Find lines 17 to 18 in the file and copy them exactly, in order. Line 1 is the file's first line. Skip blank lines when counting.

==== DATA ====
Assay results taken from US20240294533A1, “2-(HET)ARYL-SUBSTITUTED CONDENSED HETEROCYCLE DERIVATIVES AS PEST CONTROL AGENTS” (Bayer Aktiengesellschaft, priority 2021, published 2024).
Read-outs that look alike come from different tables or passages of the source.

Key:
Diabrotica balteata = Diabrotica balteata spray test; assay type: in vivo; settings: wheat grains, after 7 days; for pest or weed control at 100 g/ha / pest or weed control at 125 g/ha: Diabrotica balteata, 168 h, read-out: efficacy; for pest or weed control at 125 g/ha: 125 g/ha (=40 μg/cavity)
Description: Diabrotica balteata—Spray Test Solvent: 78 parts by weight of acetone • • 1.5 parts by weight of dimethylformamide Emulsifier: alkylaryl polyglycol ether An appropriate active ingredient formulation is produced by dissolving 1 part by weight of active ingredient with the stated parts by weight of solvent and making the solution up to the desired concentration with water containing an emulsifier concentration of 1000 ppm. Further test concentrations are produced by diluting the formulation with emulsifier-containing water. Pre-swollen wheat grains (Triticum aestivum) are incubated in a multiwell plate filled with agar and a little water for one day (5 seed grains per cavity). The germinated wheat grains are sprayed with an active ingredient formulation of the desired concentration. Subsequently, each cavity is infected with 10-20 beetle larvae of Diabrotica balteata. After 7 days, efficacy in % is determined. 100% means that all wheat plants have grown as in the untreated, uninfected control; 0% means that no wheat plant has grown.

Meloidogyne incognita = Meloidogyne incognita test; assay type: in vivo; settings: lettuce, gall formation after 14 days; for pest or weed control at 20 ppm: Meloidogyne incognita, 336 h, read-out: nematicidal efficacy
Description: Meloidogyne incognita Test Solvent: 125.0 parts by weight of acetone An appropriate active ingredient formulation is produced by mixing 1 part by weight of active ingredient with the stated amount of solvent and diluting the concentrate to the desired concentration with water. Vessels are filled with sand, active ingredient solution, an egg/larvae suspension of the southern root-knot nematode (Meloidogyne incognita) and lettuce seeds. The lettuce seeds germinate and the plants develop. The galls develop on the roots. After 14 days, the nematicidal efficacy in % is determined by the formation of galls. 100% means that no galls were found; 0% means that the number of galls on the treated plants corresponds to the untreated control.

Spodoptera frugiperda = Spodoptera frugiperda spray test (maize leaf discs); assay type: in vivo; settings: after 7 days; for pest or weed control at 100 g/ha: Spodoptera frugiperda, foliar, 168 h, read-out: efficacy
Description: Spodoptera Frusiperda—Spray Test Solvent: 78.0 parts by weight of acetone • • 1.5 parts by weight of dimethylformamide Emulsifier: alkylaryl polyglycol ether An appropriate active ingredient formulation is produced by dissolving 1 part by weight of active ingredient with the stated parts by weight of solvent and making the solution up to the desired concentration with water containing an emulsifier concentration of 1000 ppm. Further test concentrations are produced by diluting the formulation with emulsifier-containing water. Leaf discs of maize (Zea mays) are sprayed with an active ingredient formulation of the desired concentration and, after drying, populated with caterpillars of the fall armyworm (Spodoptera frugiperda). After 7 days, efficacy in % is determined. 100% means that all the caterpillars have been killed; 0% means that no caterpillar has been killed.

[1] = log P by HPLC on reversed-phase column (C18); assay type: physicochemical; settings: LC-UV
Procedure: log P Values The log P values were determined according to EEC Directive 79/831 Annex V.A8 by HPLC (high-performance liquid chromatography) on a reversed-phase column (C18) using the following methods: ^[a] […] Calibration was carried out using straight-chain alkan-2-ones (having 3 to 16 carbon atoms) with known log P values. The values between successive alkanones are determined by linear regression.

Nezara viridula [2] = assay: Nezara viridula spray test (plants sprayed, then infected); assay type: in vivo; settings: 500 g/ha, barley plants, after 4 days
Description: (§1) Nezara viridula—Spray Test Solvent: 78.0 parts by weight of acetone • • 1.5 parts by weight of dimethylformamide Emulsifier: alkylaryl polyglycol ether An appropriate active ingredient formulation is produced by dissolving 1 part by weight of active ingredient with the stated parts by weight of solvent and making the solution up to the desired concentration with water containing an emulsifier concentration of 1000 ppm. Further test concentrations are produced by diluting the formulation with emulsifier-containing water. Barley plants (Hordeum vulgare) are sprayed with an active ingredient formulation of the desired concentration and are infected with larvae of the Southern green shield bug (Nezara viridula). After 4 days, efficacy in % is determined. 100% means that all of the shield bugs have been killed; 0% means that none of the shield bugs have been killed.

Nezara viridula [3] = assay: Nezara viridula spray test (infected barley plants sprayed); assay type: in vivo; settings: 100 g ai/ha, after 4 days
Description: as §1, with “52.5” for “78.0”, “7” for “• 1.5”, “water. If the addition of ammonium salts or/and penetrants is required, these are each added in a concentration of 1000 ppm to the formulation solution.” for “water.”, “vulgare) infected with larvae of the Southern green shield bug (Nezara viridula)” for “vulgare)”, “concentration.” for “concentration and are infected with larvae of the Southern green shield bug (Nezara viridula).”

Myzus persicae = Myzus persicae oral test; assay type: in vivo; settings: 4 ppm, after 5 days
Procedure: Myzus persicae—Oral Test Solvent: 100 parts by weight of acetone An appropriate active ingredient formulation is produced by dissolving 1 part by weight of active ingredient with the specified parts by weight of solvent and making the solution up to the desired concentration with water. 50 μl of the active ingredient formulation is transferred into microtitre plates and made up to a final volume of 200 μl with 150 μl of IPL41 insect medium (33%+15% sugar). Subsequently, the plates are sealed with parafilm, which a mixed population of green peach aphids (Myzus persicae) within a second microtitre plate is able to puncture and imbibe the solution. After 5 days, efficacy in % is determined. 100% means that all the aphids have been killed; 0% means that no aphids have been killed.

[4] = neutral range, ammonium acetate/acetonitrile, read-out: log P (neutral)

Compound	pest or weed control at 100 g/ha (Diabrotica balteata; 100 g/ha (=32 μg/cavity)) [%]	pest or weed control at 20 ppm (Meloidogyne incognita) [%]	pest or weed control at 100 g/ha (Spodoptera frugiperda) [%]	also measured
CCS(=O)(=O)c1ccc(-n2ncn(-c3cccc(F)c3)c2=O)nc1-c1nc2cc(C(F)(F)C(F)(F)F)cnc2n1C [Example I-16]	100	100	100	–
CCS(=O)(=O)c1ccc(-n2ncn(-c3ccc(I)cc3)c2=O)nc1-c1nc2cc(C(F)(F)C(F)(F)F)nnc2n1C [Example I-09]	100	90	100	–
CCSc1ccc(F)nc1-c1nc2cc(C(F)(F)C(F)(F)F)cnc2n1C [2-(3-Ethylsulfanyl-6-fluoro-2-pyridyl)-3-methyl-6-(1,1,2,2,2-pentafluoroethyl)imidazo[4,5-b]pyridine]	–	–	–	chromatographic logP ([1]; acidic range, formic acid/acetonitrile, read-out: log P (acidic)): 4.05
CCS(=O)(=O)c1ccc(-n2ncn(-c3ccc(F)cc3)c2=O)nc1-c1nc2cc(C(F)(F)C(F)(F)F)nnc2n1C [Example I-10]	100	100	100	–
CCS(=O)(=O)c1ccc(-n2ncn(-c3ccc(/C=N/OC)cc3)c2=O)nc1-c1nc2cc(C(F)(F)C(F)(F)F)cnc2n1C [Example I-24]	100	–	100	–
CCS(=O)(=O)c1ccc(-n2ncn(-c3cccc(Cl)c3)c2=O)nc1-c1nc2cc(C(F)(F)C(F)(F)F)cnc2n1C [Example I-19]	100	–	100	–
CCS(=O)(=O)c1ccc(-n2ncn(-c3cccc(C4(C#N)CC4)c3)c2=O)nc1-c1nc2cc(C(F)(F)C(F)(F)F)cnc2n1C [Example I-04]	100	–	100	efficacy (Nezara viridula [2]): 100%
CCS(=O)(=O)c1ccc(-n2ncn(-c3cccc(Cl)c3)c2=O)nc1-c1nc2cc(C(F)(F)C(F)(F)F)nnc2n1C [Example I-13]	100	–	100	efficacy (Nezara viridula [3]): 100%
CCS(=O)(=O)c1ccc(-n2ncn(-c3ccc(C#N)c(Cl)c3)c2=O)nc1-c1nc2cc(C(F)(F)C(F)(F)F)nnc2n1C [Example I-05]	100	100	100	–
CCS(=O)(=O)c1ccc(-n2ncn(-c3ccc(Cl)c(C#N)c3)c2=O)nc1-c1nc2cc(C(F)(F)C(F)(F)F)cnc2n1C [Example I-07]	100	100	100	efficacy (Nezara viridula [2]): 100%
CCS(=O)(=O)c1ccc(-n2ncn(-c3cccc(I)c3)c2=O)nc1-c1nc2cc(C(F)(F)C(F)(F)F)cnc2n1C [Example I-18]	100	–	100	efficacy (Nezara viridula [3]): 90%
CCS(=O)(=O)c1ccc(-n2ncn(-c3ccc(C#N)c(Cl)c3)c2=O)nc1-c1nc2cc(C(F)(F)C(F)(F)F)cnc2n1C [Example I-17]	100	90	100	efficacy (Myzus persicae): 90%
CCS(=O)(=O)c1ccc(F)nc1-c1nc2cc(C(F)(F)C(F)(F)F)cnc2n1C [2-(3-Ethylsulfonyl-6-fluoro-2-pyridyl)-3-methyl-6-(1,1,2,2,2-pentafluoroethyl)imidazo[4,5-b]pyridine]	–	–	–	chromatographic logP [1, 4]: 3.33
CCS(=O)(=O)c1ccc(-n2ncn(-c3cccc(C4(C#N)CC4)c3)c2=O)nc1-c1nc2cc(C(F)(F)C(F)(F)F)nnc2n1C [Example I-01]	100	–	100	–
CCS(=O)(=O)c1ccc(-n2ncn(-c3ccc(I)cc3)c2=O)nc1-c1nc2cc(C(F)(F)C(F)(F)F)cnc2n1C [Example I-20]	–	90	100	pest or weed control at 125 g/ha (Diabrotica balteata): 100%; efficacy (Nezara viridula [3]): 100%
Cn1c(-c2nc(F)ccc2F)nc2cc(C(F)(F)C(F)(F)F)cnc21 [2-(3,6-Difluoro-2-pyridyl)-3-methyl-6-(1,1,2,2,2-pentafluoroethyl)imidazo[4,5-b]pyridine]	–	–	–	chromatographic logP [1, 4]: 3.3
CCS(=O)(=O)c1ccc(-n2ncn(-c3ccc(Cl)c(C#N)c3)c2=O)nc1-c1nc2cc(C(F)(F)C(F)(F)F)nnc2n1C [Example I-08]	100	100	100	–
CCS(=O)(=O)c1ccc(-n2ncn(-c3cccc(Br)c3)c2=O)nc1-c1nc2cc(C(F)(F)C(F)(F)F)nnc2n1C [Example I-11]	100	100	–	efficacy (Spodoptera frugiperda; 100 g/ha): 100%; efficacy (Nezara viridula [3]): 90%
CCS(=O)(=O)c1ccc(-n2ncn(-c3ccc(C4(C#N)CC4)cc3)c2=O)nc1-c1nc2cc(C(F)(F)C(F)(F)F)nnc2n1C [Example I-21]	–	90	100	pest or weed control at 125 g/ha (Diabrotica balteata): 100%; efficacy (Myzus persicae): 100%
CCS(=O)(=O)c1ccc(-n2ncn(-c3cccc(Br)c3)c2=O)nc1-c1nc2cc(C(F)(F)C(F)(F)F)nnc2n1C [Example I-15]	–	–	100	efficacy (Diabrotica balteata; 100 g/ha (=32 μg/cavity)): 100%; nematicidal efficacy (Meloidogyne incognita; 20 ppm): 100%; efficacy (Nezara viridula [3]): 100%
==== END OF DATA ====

Procedure: Myzus persicae—Oral Test Solvent: 100 parts by weight of acetone An appropriate active ingredient formulation is produced by dissolving 1 part by weight of active ingredient with the specified parts by weight of solvent and making the solution up to the desired concentration with water. 50 μl of the active ingredient formulation is transferred into microtitre plates and made up to a final volume of 200 μl with 150 μl of IPL41 insect medium (33%+15% sugar). Subsequently, the plates are sealed with parafilm, which a mixed population of green peach aphids (Myzus persicae) within a second microtitre plate is able to puncture and imbibe the solution. After 5 days, efficacy in % is determined. 100% means that all the aphids have been killed; 0% means that no aphids have been killed.

[4] = neutral range, ammonium acetate/acetonitrile, read-out: log P (neutral)